It is almost impossible to underestimate the challenge that Mehbooba Mufti faces as she gets set to take charge of Jammu and Kashmir. She has to consolidate her position within her party, allay the misgivings that linger in the minds of her coalition partners such as the BJP and Sajad Lone, and reach out to people across the disparate state.
Jammu and Kashmir has been badly polarized by such issues as the beef ban and the recent flag controversy. The coalition has been through a rocky ride during the first seven months it was in power. On top of that, the state faces a terrible threat of what could even be a quantum leap in militancy.
A tragic aspect of the Jammu and Kashmir scenario is that there will be any number of players, on both sides of the Line of Control, who will want to stir trouble as a promising woman leader takes charge. For, if her first few months in power go well, Mehbooba will be established as a major node of political power in the state for the next few decades. It will not only be her personal success, it will also be seen as the successful emergence of a Muslim woman in an increasingly bigoted world.
The transition would no doubt have been much easier if Mufti Sayeed had been well enough to oversee the power shift, and bring naysayers on board. The chief minister had announced before he took severely ill over the new year that she would soon take over the reins.
Only time will tell whether Mehbooba will prove up to the task, but my bet is that she will be an outstanding chief minister. One of her greatest advantages is that she has not hankered for the top administrative job. She seemed happy enough to run the party and strengthen it at the grassroots. That she has matured tremendously in the past couple of years is evident in even a casual interaction.
She used to wear an uneasy smile and seem extra-careful about what she said. Now, she carries herself with confidence and expresses herself with poise. She handled tough questions with equanimity in an interview to Rajat Sharma in his popular `Aap ki Adalat’ programme last summer. The audience did not initially seem positively disposed towards her, but many of them were applauding her towards the end of the programme.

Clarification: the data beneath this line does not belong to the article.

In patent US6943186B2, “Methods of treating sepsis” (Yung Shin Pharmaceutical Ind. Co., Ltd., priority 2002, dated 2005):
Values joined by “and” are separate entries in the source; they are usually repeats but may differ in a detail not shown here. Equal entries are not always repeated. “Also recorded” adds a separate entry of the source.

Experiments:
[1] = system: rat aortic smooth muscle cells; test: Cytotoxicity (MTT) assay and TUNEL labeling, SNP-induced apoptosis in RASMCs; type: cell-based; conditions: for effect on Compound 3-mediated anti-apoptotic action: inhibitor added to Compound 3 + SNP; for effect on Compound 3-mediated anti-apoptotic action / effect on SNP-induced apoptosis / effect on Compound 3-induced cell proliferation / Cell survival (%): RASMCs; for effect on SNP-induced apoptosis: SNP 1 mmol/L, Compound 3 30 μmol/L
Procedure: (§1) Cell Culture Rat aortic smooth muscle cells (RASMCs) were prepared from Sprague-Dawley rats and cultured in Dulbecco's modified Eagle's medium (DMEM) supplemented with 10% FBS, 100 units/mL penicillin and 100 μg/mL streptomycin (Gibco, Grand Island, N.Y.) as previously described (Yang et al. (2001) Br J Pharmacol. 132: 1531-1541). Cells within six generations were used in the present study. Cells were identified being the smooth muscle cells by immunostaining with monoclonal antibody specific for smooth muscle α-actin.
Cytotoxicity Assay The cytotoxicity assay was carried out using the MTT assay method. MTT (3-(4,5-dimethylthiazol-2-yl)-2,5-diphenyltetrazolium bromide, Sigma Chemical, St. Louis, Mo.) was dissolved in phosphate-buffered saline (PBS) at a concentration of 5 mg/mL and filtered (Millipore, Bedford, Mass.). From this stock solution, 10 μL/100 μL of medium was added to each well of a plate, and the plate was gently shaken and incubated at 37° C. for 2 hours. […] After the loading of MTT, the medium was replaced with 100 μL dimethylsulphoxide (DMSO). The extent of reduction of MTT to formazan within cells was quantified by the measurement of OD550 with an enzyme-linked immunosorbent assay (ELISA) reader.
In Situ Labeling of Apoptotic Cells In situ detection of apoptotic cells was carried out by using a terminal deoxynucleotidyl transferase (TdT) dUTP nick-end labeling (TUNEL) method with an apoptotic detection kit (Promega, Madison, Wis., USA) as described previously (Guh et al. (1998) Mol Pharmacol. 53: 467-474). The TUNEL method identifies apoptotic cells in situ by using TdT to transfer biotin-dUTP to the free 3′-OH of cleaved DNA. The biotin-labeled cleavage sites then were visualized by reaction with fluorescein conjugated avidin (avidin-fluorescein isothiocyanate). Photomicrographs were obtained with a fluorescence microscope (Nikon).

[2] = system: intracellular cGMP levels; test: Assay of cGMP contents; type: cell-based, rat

She has learnt a great deal from her father, who would sometimes chide and correct her within their home to teach her the nuances of political complexities. She has benefited tremendously by deferring for so many years to the experience and keen understanding of her father. A great part of her learning has been to balance the expectations of people in the Valley with those of India’s hard-line nationalists.
Nor is that her only advantage. She has talents that are very different to her father’s, particularly with regard to ground-level political engagement. She had the gumption to go to Shopian when the place was in an explosive state over allegations that two local women had been raped and murdered by security forces. She was pushed around by a seething mob as soon as she emerged from her car, but did not flinch or flee. Her courage that day in 2009 did much good for long term stability at a time when the then government’s repeatedly shifting stances did great damage.
Mehbooba is able to relate to common people, particularly women, far more easily than her relatively taciturn father. Since the late 1990s, she has established the party with grit and hard work in the villages and hamlets of south Kashmir, visiting common people who had suffered in the course of militancy and counter-insurgency operations. No other major politician of her generation has traveled and worked as extensively as she has.
Mehbooba stayed for several weeks in one of the most backward parts of the Valley when she contested the 2008 elections from the Wachi constituency – unlike many other politicians who tend to go to their backward constituencies for day trips before returning to the comfort of their homes.
Throughout, she has remained dedicated to her father. Over the past week, she has been tending him night and day at the hospital. From the first day, she told members of the chief minister’s staff to leave it to her; this is my job, she said. She looked wan and appeared to have lost weight after a few days there, but was confident and in control.
All the hard work of the past couple of decades will surely stand Mehbooba in good stead as she takes charge of the state government. She needs all the goodwill she can get in this extremely daunting time. If she gets that, she can make a grand success of the huge challenge before her.